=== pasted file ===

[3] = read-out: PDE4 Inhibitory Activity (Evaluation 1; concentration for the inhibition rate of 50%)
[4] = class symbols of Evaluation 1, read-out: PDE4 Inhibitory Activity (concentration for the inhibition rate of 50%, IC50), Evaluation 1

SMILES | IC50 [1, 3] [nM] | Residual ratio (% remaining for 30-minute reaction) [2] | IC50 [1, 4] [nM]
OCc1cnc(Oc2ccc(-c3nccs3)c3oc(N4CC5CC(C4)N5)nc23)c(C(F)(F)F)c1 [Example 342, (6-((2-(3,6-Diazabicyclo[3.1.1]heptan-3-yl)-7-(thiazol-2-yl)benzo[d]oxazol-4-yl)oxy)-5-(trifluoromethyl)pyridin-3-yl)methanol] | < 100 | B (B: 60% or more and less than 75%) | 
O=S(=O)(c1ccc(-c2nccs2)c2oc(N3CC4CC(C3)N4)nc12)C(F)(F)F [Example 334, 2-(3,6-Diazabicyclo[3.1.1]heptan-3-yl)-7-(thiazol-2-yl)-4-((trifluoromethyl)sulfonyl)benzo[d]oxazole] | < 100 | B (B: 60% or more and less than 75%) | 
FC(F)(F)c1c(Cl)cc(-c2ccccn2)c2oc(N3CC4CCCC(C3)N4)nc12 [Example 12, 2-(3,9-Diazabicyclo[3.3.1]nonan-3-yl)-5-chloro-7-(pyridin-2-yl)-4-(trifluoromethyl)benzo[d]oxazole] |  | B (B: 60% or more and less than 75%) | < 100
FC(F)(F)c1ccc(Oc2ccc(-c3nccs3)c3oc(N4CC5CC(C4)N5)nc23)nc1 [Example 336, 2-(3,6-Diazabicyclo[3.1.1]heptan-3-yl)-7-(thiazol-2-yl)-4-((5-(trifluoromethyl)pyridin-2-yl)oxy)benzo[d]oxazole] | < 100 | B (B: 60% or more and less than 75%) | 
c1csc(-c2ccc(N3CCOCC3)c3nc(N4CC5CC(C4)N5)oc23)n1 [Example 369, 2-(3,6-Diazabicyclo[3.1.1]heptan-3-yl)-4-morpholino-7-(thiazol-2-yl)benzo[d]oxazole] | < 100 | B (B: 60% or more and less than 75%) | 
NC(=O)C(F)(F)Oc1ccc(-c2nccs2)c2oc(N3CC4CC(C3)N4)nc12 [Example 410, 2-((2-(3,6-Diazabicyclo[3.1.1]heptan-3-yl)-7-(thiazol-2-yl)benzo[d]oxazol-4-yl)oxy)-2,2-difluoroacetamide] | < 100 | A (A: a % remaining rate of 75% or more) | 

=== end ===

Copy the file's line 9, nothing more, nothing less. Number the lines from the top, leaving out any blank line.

NC(=O)C(F)(F)Oc1ccc(-c2nccs2)c2oc(N3CC4CC(C3)N4)nc12 [Example 410, 2-((2-(3,6-Diazabicyclo[3.1.1]heptan-3-yl)-7-(thiazol-2-yl)benzo[d]oxazol-4-yl)oxy)-2,2-difluoroacetamide] | < 100 | A (A: a % remaining rate of 75% or more) | 